Well before Amy Coney Barrett was nominated to the United States Supreme Court, every step in the frenzied process had seemed terribly amiss.
Senate Majority Leader Mitch McConnell and his party are playing by two sets of rules, ramming through Donald Trump’s nomination to fill a Supreme Court vacancy during an election year, despite McConnell’s refusal in 2016 to hold a hearing for President Obama’s nominee, Merrick Garland.
McConnell claimed at the time that no Supreme Court nomination should be processed in an election year, and that “the people should decide” after the election. Four years later, “the people” apparently only includes those whom McConnell decides should be considered.
As polls continue to indicate that Trump may lose the election, McConnell has thrown away his concern for “the people” out with the garbage in fealty to Trump.
Now comes Barrett, whose record is quite troubling.
Barrett will likely provide the final vote to gut the Affordable Care Act, which could throw 20 million Americans off their health insurance. She may also help overturn Roe v. Wade. Both are goals that conservatives have tried to achieve for years.
She is also likely to vote against Black people’s civil rights, as she has in the past. Conservatives will likely try and soften this record by noting she is the mother of two adopted Black Haitian children — despite her nomination by a president who called that country a “s—hole.”
In addition to Barrett’s concerning record, Trump has admitted outright that he needs this vacancy filled immediately to give him a conservative majority on the Supreme Court to rule on cases that could emerge out of a contested election.
Stunningly, Barrett recently indicated in her Senate questionnaire that she has no intention of recusing herself from such cases.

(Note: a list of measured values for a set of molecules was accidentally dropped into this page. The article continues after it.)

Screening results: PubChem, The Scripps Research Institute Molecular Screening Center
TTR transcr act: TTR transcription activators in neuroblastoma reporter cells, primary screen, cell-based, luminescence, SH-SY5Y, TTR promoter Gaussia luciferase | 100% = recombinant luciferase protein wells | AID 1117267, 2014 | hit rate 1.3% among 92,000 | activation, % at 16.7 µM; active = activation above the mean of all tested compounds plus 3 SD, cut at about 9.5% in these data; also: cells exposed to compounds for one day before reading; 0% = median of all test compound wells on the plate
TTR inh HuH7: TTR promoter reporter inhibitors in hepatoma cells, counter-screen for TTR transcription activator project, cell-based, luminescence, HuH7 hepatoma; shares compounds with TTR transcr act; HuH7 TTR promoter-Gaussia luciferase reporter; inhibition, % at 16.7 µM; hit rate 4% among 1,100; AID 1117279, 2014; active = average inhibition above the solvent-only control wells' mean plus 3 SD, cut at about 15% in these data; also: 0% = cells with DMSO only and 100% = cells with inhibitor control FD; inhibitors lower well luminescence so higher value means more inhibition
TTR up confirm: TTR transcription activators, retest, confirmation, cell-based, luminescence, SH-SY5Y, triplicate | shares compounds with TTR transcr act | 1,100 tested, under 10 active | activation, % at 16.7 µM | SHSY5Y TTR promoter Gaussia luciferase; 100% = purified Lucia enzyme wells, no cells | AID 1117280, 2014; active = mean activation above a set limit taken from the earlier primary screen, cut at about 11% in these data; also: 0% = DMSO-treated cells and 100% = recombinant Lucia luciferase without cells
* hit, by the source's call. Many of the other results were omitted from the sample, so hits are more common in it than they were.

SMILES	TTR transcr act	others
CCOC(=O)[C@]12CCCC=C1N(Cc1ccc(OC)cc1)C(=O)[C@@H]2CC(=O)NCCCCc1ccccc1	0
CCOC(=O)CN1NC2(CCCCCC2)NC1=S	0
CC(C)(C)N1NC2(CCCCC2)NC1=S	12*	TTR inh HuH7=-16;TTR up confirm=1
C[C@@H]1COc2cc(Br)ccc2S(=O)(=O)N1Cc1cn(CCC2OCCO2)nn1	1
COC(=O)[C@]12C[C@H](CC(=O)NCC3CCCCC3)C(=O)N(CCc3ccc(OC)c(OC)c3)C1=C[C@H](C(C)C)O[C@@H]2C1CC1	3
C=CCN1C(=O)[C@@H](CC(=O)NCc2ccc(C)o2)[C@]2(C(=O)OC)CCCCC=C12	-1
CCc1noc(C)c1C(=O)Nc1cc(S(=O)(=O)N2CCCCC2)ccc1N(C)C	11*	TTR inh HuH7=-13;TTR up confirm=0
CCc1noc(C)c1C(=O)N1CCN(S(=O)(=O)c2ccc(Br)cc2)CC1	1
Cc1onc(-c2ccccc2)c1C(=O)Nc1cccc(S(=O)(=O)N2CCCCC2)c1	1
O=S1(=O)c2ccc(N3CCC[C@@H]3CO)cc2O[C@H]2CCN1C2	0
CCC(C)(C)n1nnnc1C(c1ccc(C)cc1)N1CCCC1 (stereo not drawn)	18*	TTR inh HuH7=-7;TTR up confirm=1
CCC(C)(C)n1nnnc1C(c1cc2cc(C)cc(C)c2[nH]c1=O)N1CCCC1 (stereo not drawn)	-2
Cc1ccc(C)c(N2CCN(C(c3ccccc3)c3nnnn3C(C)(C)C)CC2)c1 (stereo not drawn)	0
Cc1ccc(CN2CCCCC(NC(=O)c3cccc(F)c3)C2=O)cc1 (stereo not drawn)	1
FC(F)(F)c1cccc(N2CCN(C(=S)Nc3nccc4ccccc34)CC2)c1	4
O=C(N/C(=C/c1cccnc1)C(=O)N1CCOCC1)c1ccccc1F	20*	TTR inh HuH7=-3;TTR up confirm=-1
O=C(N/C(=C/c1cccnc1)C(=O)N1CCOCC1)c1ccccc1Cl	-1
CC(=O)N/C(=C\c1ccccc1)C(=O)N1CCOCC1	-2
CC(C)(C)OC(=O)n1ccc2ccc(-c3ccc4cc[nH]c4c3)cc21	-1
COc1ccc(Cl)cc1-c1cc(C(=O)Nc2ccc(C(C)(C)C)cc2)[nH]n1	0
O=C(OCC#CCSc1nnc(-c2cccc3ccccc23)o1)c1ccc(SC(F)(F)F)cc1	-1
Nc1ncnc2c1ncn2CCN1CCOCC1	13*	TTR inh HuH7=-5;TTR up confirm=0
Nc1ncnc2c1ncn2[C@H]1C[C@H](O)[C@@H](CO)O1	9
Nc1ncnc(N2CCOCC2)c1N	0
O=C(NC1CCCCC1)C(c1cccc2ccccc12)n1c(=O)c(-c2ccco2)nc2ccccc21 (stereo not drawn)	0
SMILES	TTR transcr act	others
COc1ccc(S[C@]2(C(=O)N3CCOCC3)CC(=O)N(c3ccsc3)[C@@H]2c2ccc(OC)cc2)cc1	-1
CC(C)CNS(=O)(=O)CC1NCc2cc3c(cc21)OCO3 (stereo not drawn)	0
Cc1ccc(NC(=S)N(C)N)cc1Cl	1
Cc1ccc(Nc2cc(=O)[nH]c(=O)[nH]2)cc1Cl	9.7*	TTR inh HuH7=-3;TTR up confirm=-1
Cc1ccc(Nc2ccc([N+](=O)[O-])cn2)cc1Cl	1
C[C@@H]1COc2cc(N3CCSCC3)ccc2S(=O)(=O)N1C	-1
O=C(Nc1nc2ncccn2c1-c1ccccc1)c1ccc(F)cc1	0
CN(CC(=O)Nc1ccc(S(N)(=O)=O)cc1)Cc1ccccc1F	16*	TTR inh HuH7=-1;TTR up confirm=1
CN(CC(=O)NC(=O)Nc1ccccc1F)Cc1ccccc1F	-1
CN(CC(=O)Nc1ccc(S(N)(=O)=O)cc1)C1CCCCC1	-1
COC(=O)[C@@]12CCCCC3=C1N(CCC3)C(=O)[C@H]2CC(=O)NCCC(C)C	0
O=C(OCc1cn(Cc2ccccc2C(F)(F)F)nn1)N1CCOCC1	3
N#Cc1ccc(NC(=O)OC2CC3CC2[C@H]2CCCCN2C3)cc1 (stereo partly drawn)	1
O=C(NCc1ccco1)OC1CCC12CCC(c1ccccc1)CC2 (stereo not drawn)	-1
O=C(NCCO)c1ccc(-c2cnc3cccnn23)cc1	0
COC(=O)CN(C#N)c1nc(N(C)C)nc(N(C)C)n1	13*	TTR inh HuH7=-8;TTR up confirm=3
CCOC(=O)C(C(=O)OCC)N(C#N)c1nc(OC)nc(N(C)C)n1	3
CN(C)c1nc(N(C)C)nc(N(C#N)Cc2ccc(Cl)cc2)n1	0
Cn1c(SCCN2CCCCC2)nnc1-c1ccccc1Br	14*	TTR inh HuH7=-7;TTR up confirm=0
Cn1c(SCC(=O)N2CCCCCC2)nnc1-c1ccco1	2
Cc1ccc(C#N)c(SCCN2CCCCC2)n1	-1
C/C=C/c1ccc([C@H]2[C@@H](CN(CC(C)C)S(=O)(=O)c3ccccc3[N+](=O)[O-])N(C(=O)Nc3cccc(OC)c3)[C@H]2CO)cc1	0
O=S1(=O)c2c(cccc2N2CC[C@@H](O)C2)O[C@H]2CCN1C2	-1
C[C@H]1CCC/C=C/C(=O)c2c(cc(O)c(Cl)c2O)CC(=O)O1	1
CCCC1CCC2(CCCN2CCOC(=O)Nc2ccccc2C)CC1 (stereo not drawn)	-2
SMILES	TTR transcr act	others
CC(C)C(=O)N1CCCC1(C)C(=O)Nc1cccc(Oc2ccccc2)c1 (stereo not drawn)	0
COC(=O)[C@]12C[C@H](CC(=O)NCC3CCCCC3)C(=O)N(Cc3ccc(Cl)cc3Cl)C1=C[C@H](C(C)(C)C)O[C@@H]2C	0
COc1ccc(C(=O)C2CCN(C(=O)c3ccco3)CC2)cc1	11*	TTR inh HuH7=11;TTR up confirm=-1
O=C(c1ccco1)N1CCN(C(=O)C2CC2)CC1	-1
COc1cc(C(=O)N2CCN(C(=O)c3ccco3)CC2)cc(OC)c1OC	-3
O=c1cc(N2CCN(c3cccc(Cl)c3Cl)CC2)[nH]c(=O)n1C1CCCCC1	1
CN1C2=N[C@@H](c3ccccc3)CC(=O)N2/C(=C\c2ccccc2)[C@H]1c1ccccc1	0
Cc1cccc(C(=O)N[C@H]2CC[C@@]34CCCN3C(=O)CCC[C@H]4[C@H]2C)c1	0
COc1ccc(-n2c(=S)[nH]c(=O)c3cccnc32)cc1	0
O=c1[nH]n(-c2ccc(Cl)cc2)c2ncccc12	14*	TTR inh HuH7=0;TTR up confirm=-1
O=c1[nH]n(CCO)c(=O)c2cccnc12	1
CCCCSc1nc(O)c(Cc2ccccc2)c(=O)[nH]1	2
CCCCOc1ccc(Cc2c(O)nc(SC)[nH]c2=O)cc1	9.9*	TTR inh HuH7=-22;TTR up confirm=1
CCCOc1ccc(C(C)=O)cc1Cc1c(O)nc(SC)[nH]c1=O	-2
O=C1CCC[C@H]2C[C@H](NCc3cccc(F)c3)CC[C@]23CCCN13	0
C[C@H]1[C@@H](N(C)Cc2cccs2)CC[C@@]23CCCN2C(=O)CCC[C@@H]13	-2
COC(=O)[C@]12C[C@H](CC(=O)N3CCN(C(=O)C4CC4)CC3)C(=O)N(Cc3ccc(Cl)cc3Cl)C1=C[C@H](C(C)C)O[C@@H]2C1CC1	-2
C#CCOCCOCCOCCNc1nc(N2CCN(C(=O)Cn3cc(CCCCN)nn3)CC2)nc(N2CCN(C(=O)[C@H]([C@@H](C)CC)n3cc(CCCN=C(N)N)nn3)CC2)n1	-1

In the past, many Americans believed that our government was fool-proof against authoritarianism. There was a sense that ethics, protocol, and precedent would prevail in our political and legal systems. But for many of us, that trust has since evaporated.
The Trump administration has shown that they believe the rich and powerful are above the law. They call for “law and order,” but do not believe it applies to them. Now it seems that Barrett may join their ranks.
For months, Trump has spread misinformation about the integrity of our elections. He has called for his base to go to the polls on Election Day to intimidate voters, and has encouraged people to break the law and vote for him twice. He has refused to commit to a peaceful transfer of power and has been clear that he will rely on the Supreme Court to determine the winner of the election.
That should be evidence enough that this president is an agent of chaos who is intent on dismantling our government, and our democratic norms and values. There are many reasons not to confirm Amy Coney Barrett to the Supreme Court, and we will raise our voices about all of them.
But if she is confirmed, out of love for her country, respect for American democracy, and her professed commitment to God, Barrett should stand firm against Trump’s lawlessness and lack of moral principle and recuse herself from election-related matters.
That’s the least she can do.
Rev. Susan K. Smith is an ordained minister and the director of Crazy Faith Ministries in Columbus, Ohio. She serves on People For the American Way Foundation’s African American Ministers In Action. This op-ed was distributed by OtherWords.org.